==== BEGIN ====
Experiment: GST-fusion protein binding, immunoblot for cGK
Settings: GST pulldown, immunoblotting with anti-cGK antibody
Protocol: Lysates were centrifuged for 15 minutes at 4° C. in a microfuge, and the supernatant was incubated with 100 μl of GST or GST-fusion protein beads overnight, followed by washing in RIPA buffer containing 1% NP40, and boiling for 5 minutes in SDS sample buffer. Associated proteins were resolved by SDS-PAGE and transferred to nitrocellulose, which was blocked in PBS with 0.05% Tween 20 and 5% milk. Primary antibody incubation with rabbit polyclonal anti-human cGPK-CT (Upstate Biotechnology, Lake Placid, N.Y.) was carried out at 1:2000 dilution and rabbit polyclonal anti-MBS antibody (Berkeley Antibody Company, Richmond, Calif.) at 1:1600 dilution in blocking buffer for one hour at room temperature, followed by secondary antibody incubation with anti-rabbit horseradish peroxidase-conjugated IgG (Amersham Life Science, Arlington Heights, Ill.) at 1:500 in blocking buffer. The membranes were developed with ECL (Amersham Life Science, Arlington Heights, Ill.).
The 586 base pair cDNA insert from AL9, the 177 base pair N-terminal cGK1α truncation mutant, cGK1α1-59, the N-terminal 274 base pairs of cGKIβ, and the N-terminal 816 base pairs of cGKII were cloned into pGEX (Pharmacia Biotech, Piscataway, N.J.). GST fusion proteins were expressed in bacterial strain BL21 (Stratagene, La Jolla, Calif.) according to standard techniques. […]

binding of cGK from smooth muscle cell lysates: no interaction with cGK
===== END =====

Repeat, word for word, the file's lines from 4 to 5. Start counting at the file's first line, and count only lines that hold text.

The 586 base pair cDNA insert from AL9, the 177 base pair N-terminal cGK1α truncation mutant, cGK1α1-59, the N-terminal 274 base pairs of cGKIβ, and the N-terminal 816 base pairs of cGKII were cloned into pGEX (Pharmacia Biotech, Piscataway, N.J.). GST fusion proteins were expressed in bacterial strain BL21 (Stratagene, La Jolla, Calif.) according to standard techniques. […]

binding of cGK from smooth muscle cell lysates: no interaction with cGK